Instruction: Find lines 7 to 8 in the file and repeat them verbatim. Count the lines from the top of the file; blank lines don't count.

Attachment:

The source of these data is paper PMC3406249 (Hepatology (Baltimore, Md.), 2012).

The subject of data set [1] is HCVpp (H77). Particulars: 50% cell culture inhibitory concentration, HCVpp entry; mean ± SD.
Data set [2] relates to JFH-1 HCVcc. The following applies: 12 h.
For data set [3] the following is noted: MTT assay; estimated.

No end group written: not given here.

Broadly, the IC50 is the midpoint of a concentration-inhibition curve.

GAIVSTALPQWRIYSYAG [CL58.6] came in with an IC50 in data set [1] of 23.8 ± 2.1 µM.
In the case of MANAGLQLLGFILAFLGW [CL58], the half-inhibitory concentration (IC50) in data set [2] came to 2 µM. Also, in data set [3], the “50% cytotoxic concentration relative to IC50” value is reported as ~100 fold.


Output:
GAIVSTALPQWRIYSYAG [CL58.6] came in with an IC50 in data set [1] of 23.8 ± 2.1 µM.
In the case of MANAGLQLLGFILAFLGW [CL58], the half-inhibitory concentration (IC50) in data set [2] came to 2 µM. Also, in data set [3], the “50% cytotoxic concentration relative to IC50” value is reported as ~100 fold.